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Evaluating the effects of prolonged peracetic acid dosing on water quality and rainbow trout Oncorhynchus mykiss performance in recirculation aquaculture systems

John Davidson, Steven Summerfelt, David L. Straus, Kevin K. Schrader, Christopher Good
Aquacultural engineering 2019 v.84 pp. 117-127
2-methylisoborneol, Oncorhynchus mykiss, animal performance, disinfectants, fillet quality, fish fillets, fish production, geosmin, off flavors, peracetic acid, recirculating aquaculture systems, sanitizers, trout, water quality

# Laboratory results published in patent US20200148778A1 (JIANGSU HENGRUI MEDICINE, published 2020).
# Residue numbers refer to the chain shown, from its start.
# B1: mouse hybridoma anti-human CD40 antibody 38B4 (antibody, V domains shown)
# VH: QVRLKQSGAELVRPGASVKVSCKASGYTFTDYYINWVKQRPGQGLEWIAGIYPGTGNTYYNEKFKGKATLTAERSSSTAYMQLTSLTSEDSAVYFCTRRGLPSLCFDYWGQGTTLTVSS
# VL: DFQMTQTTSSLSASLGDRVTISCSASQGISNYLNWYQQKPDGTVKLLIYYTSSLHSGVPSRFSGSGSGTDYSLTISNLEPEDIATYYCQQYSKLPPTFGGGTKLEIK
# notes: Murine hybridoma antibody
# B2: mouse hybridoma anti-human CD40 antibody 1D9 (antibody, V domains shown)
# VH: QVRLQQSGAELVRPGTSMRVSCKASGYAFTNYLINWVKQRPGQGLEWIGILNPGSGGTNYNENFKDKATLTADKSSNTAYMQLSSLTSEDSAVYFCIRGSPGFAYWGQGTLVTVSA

Peracetic acid (PAA) is an effective disinfectant/sanitizer for certain industrial applications. PAA has been described as a powerful oxidant capable of producing water quality benefits comparable to those expected with ozone application; however, the water oxidizing capacity of PAA in aquaculture systems and its effects on fish production require further investigation, particularly within recirculation aquaculture systems (RAS). To this end, a trial was conducted using six replicated RAS; three operated with semi-continuous PAA dosing and three without PAA addition, while culturing rainbow trout Oncorhynchus mykiss. Three target PAA doses (0.05, 0.10, and 0.30 mg/L) were evaluated at approximately monthly intervals. A water recycle rate >99% was maintained and system hydraulic retention time averaged 2.7 days. Rainbow trout performance metrics including growth, survival, and feed conversion ratio were not affected by PAA dosing. Water quality was unaffected by PAA for most tested parameters. Oxidative reduction potential increased directly with PAA dose and was greater (P < 0.05) in RAS where PAA was added, indicating the potential for ORP to monitor PAA residuals. True color was lower (P < 0.05) in RAS with target PAA concentrations of 0.10 and 0.30 mg/L. Off-flavor (geosmin and 2-methylisoborneol) levels in culture water, biofilm, and trout fillets were not affected by PAA dosing under the conditions of this study. Overall, semi-continuous PAA dosing from 0.05-0.30 mg/L was compatible with rainbow trout performance and RAS operation, but did not create water quality improvements like those expected when applying low-dose ozone.